Sometimes, posting a condolence note on Facebook just isn’t enough. When the chips are down for people we care about, we need communication skills that can step up and provide real-time comfort. Face-to-face messages of support are powerful, but they often don’t get delivered because we convince ourselves that we don’t know what to say. But that’s a mistake, because when it comes to comforting messages, it’s not what you say that matters, it’s that you said something that provides the support.
RESOLVE A CONFLICT
What happens when no one at work knows how to effectively defuse a conflict between feuding colleagues? Or when there’s no one around who can deescalate a squabble at home? Offices and homes without an effective peacemaker are minefields of anxiety, grief, and drama.
Conflict resolution is a challenging communication skill. Encouraging people to climb down from entrenched positions and set aside differences requires diplomacy and precision. But it’s the peacemakers who get people talking again and who prevent relational damage from taking a wider toll.
DON’T SAY SOMETHING
For a major communication challenge, try not talking when you really want to. Why’s that so hard?
The clearest signal you shouldn’t say something is usually an overwhelming feeling that you should. But it’s the ability to choke back impulsive and harmful words that distinguishes great communicators from everybody else.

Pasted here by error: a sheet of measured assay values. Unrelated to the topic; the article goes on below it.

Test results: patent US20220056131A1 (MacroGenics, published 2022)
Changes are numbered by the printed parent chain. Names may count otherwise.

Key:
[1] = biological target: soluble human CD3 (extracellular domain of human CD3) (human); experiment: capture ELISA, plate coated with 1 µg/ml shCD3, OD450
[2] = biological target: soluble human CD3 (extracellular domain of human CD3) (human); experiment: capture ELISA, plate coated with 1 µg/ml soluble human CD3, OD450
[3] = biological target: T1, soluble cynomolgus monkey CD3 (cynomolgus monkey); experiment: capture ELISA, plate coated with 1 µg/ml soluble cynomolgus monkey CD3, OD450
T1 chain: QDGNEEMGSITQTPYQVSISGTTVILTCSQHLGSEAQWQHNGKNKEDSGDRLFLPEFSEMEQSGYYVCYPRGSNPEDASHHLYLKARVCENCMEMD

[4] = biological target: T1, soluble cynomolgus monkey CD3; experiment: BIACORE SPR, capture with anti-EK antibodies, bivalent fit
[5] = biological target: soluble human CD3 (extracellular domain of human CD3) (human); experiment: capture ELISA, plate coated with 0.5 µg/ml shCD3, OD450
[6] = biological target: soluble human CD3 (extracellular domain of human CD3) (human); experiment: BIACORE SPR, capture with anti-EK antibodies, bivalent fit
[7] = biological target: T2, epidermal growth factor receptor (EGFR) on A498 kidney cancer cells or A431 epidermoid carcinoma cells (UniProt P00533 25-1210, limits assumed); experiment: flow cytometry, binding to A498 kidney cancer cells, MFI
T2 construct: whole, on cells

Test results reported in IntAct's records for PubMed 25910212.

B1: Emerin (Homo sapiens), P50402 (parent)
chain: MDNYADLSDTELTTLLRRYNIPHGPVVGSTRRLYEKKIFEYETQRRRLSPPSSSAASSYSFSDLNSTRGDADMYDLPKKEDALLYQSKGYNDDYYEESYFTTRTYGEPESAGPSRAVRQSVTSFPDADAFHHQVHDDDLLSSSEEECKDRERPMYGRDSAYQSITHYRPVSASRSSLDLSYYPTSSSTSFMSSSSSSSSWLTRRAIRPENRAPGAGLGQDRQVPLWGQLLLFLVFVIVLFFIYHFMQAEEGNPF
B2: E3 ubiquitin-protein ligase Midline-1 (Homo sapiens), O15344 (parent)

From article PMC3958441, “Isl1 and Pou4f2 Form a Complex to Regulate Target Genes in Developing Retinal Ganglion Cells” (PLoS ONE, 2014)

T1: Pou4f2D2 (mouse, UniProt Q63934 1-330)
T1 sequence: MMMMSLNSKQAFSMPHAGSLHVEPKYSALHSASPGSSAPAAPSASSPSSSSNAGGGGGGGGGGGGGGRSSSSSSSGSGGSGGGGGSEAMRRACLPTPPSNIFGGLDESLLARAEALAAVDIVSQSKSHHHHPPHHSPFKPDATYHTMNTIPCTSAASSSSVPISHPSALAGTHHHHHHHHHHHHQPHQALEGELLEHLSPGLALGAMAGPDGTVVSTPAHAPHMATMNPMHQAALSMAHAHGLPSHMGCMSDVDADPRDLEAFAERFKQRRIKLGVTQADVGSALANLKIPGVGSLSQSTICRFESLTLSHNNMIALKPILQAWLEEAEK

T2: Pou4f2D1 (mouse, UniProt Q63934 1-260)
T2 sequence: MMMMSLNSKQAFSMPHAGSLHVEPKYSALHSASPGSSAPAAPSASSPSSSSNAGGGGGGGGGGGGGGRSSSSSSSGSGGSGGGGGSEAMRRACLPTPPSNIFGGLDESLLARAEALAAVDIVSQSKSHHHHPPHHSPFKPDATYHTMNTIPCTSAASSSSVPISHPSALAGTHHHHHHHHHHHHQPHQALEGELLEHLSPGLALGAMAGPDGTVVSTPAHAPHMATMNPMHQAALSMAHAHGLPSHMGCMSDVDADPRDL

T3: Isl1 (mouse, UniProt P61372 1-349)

Some of our most significant communication “victories” actually happen when we don’t say a thing. The criticism we let die on the vine, the smart question we don’t ask, the comeback we choke back, and the insult on the tip of our tongue that stays there are unsung communication heroes, silently protecting our most important relationships. Some of the best evidence our higher-order communication skills are strengthening will come from all the things—the fights, the damage, and the relational turmoil—that never happen. Nothing seems more antithetical to the digital age’s “express yourself” ethos than sitting on your words, but not saying something is a skill that’s never been more important in our hyper-communicating era.
Not all of our communication can happen effectively along lower-order channels. Sometimes we need to do difficult things with our communication, like resolve a simmering conflict, persuade a reluctant client, or lend support to a struggling friend.
Even though it takes longer and is more difficult, walk over and talk to a coworker instead of sending an instant message. Call a friend who’s mourning the loss of a parent instead of posting your condolences online. And fire up the car and go visit your client instead of just sending another email. The kinds of deep, productive, and meaningful relationships we want can’t survive on quick and easy communication alone. ■
About The Author Geoffrey Tumlin is the CEO of Mouthpeace Consulting LLC, an organizational development company; the founder and board chair of Critical Skills Nonprofit, a charity dedicated to providing communication and leadership skills training to chronically underserved populations; and is the author of Stop Talking, Start Communicating: Counterintuitive Secrets to Success in Business and in Life. www.tumlin.com
Modern Contractor Solutions, September 2014